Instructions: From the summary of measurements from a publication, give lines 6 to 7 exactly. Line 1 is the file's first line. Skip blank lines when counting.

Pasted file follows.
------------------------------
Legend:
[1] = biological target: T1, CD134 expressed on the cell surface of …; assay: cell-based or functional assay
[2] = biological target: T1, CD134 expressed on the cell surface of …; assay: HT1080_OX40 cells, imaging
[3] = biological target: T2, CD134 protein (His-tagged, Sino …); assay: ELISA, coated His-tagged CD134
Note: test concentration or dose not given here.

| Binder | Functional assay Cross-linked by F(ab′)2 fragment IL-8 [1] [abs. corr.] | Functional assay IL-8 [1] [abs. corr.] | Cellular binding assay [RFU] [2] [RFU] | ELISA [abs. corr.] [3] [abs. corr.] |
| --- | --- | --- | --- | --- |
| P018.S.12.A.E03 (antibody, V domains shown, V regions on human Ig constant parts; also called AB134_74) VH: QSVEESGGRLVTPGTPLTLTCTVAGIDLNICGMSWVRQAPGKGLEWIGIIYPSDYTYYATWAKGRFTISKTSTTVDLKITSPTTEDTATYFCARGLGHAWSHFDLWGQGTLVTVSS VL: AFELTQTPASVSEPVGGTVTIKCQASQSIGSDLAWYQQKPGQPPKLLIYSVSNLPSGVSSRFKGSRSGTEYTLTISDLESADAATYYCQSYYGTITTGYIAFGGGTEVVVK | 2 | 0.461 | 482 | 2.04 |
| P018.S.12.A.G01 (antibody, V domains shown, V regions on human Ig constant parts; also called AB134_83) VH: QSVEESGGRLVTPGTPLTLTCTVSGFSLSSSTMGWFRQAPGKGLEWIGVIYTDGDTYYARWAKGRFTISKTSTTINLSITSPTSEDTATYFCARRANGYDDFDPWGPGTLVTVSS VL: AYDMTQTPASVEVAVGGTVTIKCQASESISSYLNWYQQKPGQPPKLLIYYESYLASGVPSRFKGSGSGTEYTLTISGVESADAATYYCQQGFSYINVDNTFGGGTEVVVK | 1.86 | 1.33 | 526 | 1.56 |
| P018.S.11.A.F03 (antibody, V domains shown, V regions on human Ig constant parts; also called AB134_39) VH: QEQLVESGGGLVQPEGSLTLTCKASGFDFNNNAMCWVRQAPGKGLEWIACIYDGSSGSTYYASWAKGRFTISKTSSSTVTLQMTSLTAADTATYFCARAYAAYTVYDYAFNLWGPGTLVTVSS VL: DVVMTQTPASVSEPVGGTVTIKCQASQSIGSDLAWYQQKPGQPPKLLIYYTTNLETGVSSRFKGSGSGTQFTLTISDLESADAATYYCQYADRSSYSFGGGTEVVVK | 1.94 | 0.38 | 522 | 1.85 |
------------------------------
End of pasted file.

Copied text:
| Binder | Functional assay Cross-linked by F(ab′)2 fragment IL-8 [1] [abs. corr.] | Functional assay IL-8 [1] [abs. corr.] | Cellular binding assay [RFU] [2] [RFU] | ELISA [abs. corr.] [3] [abs. corr.] |
| --- | --- | --- | --- | --- |